NPR - A PRODUCE PRICE ANALYSIS OF REGIONAL OHIO VALLEY PRODUCE AUCTIONS
Produce auctions in the Ohio River Valley play an important role in the marketing of produce in the region. While smaller than urban-based terminal markets, these agriculture commodity aggregation points serve both local and regional buyers, providing access to wholesale markets otherwise too distant for smaller scale farmers in the area. Similar auctions have continued to start or expand throughout the Mid-South. The prices, quality, and quantity of the products distributed through these auctions vary throughout the marketing season and, subsequently, different kinds of buyers are attracted to bid. This study examines the evidence for structural market differences between early season, when prices are systematically higher, and peak season that can arise from different buyer needs relating to volume and distribution in local versus more regional outlets. Price and quantity records from two of the larger Kentucky auctions, the Fairview and Lincoln County Produce Auction are analyzed for seven different produce commodities during early and peak season. Four years of data are evaluated using structural difference regression equations to test for early versus peak temporal differences as well as specific auction effects. This information can assist produce auctions to establish market coordination with season extension and variously scaled market buyers.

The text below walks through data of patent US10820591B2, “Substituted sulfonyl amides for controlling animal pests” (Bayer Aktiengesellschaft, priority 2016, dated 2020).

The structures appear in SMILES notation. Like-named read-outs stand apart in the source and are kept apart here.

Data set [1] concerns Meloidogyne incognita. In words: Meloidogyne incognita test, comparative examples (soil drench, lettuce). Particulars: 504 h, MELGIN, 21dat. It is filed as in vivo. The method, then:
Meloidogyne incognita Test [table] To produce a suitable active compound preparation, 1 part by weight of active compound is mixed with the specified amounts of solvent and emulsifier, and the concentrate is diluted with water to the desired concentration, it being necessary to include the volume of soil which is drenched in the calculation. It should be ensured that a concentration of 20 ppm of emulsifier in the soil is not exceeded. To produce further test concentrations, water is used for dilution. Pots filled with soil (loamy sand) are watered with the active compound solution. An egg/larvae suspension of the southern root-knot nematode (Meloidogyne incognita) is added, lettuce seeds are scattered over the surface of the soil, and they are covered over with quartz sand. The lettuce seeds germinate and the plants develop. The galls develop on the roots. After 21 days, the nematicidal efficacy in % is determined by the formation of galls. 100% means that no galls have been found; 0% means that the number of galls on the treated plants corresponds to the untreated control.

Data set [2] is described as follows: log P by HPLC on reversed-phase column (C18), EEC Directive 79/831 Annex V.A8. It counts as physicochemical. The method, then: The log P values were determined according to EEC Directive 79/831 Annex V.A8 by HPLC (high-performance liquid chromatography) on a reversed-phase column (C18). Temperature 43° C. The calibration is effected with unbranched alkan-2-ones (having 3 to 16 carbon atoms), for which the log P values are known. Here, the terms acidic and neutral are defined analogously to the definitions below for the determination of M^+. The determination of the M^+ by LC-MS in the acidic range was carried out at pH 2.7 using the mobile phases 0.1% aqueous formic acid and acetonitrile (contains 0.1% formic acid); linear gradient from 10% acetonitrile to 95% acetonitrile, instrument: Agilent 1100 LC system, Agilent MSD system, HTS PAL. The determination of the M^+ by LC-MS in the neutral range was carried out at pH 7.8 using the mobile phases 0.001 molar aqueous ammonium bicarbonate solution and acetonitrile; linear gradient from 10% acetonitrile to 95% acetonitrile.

Keywords: produce auction, local produce, wholesale, marketing